Another limitation of our study concerns the absence of randomization, due to obvious ethical considerations, as well as the difficulty to ascertain the degree to which the benefits of the study interventions are independent from the effect of the individualized rehabilitation program followed by each patient. However, the overall amount and intensity of rehabilitative therapies were controlled and did not differ significantly between patients (patients whose clinical conditions require a less intensive rehabilitation program were not included in the study). Furthermore, it is not known whether being outdoors affects the intervention of the therapists in terms of their mood improvement or increased motivation to stimulate the patient, which may have influenced response to the intervention.

Further studies may use additional measurements to evaluate more specifically motivational aspects such as participation performances (by patients and by therapists) or reactions to specific emotionally salient stimuli. In addition, physiological measurements such as salivary cortisol to evaluate the effect of natural settings on the stress level of patients with severe brain injuries would be valuable.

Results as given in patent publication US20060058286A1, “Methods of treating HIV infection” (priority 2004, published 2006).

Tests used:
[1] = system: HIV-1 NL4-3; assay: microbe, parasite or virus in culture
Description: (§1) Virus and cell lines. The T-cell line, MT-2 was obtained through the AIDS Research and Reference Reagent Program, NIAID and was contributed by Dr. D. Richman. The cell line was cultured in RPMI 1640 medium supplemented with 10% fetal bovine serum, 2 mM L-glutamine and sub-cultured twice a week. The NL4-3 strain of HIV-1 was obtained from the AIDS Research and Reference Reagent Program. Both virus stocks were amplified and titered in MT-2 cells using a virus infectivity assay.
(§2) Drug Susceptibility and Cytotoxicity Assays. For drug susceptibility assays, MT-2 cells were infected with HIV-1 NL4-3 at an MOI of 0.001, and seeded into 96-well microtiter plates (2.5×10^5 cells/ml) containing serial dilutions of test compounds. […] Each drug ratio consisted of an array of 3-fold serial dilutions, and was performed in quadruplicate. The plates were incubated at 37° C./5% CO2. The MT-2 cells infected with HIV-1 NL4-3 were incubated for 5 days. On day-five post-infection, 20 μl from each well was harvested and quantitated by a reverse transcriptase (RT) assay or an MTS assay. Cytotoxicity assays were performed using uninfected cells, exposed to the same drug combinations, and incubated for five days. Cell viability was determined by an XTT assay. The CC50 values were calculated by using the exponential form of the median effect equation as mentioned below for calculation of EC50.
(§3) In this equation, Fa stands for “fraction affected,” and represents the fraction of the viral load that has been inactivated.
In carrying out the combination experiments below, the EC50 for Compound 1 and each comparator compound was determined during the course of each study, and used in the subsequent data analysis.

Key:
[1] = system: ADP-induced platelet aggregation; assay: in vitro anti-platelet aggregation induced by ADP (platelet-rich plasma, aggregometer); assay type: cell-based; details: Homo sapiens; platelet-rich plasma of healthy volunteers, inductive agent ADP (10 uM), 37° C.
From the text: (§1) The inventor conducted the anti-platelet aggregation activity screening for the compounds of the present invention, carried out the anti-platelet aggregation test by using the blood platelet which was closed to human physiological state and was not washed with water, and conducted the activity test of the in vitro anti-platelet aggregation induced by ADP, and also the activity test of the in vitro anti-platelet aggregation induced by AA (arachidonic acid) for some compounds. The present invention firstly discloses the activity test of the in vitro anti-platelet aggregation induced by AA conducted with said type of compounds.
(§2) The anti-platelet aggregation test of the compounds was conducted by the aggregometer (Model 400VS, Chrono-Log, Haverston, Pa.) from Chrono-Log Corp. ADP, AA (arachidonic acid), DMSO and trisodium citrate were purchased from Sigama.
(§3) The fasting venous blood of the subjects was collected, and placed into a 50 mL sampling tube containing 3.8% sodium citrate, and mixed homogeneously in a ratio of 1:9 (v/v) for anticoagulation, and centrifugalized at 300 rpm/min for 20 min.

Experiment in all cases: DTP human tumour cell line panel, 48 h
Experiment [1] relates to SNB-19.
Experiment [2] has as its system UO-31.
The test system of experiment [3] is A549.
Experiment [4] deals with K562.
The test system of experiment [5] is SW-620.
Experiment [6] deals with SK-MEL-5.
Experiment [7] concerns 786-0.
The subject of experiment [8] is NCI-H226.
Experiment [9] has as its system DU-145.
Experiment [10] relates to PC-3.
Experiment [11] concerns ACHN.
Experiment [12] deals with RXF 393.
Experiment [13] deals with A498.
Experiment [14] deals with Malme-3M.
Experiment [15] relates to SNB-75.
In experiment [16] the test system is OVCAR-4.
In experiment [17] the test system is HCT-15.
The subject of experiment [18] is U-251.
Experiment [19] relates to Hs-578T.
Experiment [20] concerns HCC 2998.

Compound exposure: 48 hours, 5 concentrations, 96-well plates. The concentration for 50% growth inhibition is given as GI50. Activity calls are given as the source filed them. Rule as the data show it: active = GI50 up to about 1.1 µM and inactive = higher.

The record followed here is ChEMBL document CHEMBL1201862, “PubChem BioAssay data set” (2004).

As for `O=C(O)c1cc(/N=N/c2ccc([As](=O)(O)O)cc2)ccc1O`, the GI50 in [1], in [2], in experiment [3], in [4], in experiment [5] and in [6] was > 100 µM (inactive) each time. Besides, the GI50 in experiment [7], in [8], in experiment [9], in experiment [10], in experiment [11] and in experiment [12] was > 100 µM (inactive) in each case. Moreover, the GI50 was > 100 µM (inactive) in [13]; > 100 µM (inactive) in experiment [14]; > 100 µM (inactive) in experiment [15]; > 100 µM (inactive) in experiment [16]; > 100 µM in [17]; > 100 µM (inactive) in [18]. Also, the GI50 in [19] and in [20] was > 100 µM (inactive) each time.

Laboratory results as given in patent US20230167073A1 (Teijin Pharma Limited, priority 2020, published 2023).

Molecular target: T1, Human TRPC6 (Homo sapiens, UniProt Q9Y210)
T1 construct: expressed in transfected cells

5Conclusions

Our findings suggest that outdoor therapy provides a beneficial complementary rehabilitative treatment for patients in the early phases following a severe brain injury. Although preliminary, this study shows robust evidence supporting the effectiveness and appropriateness of an outdoor neurosensory intervention in disorders of consciousness, especially for patients presenting with CMD. The outdoor approach improves adaptive goal-oriented behaviors hence helping to restore a functional interactive communication. Notwithstanding the small sample size, the results are promising and demonstrate their applicability even with a heterogeneous etiology, as well as their easiness to apply to any health-care setting that has access to outdoors facilities. Finally, in a more global perspective, they advocate for the restorative benefits of natural settings as a relevant resource for public health.

Conflict of interest

The authors declare no conflicts of interest with respect to the authorship and/or publication of this article. This study was partially supported by a grant from The Gianni Biaggi de Blasys Foundation.

Acknowledgments

The authors would like to thank the families of the patients for giving their consent to our study. Thanks to the therapists for performing the therapeutic interventions, to Veronique de Goumoëns for her investment and senior advice, to Krystel Bruyère for her methodological input, to Hélène Brioschi Levi for her support and to Melanie Hirt for English-language editing and proofreading the manuscript.